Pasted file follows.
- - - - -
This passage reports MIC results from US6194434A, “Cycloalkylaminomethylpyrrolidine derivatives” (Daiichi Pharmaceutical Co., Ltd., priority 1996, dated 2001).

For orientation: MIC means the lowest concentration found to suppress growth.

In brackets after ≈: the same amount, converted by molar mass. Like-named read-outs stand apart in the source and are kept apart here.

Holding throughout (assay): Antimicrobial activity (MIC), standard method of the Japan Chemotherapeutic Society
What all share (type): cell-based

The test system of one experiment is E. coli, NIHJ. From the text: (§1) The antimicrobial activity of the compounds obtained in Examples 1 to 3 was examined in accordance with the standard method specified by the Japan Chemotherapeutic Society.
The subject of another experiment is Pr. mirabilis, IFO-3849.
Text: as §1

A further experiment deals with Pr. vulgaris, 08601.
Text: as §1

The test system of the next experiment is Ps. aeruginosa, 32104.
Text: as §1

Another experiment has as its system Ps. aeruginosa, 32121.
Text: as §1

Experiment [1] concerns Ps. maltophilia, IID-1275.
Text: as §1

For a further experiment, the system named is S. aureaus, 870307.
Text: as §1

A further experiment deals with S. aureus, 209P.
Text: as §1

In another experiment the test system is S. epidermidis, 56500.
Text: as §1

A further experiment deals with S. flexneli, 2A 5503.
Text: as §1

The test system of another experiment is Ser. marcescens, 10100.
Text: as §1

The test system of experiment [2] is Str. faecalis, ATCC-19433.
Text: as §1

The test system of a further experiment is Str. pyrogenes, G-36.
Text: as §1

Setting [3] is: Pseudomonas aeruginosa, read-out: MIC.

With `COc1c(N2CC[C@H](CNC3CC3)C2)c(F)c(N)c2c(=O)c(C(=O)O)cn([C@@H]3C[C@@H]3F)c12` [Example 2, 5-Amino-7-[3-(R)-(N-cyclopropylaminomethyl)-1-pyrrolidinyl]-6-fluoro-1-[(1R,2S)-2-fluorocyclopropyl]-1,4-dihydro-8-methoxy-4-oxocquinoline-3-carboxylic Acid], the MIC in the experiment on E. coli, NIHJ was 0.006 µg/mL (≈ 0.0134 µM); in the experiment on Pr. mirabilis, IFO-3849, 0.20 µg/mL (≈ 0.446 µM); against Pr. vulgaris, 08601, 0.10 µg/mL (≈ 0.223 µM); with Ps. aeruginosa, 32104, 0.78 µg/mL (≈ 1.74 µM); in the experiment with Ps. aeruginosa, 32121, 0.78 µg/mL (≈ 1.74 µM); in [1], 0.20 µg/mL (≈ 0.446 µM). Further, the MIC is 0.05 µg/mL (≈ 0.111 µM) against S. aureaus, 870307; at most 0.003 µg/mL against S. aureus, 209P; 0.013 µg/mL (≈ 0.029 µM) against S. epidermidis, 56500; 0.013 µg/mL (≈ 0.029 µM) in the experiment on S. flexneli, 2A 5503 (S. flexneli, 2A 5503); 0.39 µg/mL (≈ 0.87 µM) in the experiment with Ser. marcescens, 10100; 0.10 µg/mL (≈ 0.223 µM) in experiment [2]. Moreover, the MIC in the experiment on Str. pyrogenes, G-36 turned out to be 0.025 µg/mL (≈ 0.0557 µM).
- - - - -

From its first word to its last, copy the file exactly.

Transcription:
This passage reports MIC results from US6194434A, “Cycloalkylaminomethylpyrrolidine derivatives” (Daiichi Pharmaceutical Co., Ltd., priority 1996, dated 2001).

For orientation: MIC means the lowest concentration found to suppress growth.

In brackets after ≈: the same amount, converted by molar mass. Like-named read-outs stand apart in the source and are kept apart here.

Holding throughout (assay): Antimicrobial activity (MIC), standard method of the Japan Chemotherapeutic Society
What all share (type): cell-based

The test system of one experiment is E. coli, NIHJ. From the text: (§1) The antimicrobial activity of the compounds obtained in Examples 1 to 3 was examined in accordance with the standard method specified by the Japan Chemotherapeutic Society.
The subject of another experiment is Pr. mirabilis, IFO-3849.
Text: as §1

A further experiment deals with Pr. vulgaris, 08601.
Text: as §1

The test system of the next experiment is Ps. aeruginosa, 32104.
Text: as §1

Another experiment has as its system Ps. aeruginosa, 32121.
Text: as §1

Experiment [1] concerns Ps. maltophilia, IID-1275.
Text: as §1

For a further experiment, the system named is S. aureaus, 870307.
Text: as §1

A further experiment deals with S. aureus, 209P.
Text: as §1

In another experiment the test system is S. epidermidis, 56500.
Text: as §1

A further experiment deals with S. flexneli, 2A 5503.
Text: as §1

The test system of another experiment is Ser. marcescens, 10100.
Text: as §1

The test system of experiment [2] is Str. faecalis, ATCC-19433.
Text: as §1

The test system of a further experiment is Str. pyrogenes, G-36.
Text: as §1

Setting [3] is: Pseudomonas aeruginosa, read-out: MIC.

With `COc1c(N2CC[C@H](CNC3CC3)C2)c(F)c(N)c2c(=O)c(C(=O)O)cn([C@@H]3C[C@@H]3F)c12` [Example 2, 5-Amino-7-[3-(R)-(N-cyclopropylaminomethyl)-1-pyrrolidinyl]-6-fluoro-1-[(1R,2S)-2-fluorocyclopropyl]-1,4-dihydro-8-methoxy-4-oxocquinoline-3-carboxylic Acid], the MIC in the experiment on E. coli, NIHJ was 0.006 µg/mL (≈ 0.0134 µM); in the experiment on Pr. mirabilis, IFO-3849, 0.20 µg/mL (≈ 0.446 µM); against Pr. vulgaris, 08601, 0.10 µg/mL (≈ 0.223 µM); with Ps. aeruginosa, 32104, 0.78 µg/mL (≈ 1.74 µM); in the experiment with Ps. aeruginosa, 32121, 0.78 µg/mL (≈ 1.74 µM); in [1], 0.20 µg/mL (≈ 0.446 µM). Further, the MIC is 0.05 µg/mL (≈ 0.111 µM) against S. aureaus, 870307; at most 0.003 µg/mL against S. aureus, 209P; 0.013 µg/mL (≈ 0.029 µM) against S. epidermidis, 56500; 0.013 µg/mL (≈ 0.029 µM) in the experiment on S. flexneli, 2A 5503 (S. flexneli, 2A 5503); 0.39 µg/mL (≈ 0.87 µM) in the experiment with Ser. marcescens, 10100; 0.10 µg/mL (≈ 0.223 µM) in experiment [2]. Moreover, the MIC in the experiment on Str. pyrogenes, G-36 turned out to be 0.025 µg/mL (≈ 0.0557 µM).